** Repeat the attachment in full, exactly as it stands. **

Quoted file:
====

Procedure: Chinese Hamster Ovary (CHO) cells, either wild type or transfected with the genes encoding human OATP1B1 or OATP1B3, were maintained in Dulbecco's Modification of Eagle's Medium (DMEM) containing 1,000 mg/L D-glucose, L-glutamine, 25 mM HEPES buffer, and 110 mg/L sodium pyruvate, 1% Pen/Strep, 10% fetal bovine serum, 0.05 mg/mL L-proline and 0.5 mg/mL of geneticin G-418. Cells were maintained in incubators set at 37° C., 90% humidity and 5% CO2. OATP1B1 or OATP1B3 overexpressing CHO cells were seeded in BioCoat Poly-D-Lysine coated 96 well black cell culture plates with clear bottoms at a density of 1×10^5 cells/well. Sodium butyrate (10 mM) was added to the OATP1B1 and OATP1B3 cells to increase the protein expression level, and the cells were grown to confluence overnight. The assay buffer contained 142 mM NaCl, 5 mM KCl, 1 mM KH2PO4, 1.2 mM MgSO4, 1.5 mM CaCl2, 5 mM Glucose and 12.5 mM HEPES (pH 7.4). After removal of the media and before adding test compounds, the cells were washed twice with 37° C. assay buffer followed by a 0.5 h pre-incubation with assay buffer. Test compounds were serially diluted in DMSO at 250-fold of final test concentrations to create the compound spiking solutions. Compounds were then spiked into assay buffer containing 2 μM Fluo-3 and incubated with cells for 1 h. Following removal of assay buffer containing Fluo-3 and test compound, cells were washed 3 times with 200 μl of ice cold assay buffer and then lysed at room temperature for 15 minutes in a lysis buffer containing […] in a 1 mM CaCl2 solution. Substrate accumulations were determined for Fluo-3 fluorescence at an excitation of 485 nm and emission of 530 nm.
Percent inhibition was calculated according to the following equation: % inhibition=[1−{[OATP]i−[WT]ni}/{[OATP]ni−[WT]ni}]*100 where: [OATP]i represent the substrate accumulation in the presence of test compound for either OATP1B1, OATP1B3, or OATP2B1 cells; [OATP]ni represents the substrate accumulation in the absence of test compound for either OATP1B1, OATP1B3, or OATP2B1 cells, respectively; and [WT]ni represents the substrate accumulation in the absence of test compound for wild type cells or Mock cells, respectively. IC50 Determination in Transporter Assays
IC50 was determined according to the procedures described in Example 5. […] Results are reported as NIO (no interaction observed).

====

Procedure: Chinese Hamster Ovary (CHO) cells, either wild type or transfected with the genes encoding human OATP1B1 or OATP1B3, were maintained in Dulbecco's Modification of Eagle's Medium (DMEM) containing 1,000 mg/L D-glucose, L-glutamine, 25 mM HEPES buffer, and 110 mg/L sodium pyruvate, 1% Pen/Strep, 10% fetal bovine serum, 0.05 mg/mL L-proline and 0.5 mg/mL of geneticin G-418. Cells were maintained in incubators set at 37° C., 90% humidity and 5% CO2. OATP1B1 or OATP1B3 overexpressing CHO cells were seeded in BioCoat Poly-D-Lysine coated 96 well black cell culture plates with clear bottoms at a density of 1×10^5 cells/well. Sodium butyrate (10 mM) was added to the OATP1B1 and OATP1B3 cells to increase the protein expression level, and the cells were grown to confluence overnight. The assay buffer contained 142 mM NaCl, 5 mM KCl, 1 mM KH2PO4, 1.2 mM MgSO4, 1.5 mM CaCl2, 5 mM Glucose and 12.5 mM HEPES (pH 7.4). After removal of the media and before adding test compounds, the cells were washed twice with 37° C. assay buffer followed by a 0.5 h pre-incubation with assay buffer. Test compounds were serially diluted in DMSO at 250-fold of final test concentrations to create the compound spiking solutions. Compounds were then spiked into assay buffer containing 2 μM Fluo-3 and incubated with cells for 1 h. Following removal of assay buffer containing Fluo-3 and test compound, cells were washed 3 times with 200 μl of ice cold assay buffer and then lysed at room temperature for 15 minutes in a lysis buffer containing […] in a 1 mM CaCl2 solution. Substrate accumulations were determined for Fluo-3 fluorescence at an excitation of 485 nm and emission of 530 nm.
Percent inhibition was calculated according to the following equation: % inhibition=[1−{[OATP]i−[WT]ni}/{[OATP]ni−[WT]ni}]*100 where: [OATP]i represent the substrate accumulation in the presence of test compound for either OATP1B1, OATP1B3, or OATP2B1 cells; [OATP]ni represents the substrate accumulation in the absence of test compound for either OATP1B1, OATP1B3, or OATP2B1 cells, respectively; and [WT]ni represents the substrate accumulation in the absence of test compound for wild type cells or Mock cells, respectively. IC50 Determination in Transporter Assays
IC50 was determined according to the procedures described in Example 5. […] Results are reported as NIO (no interaction observed).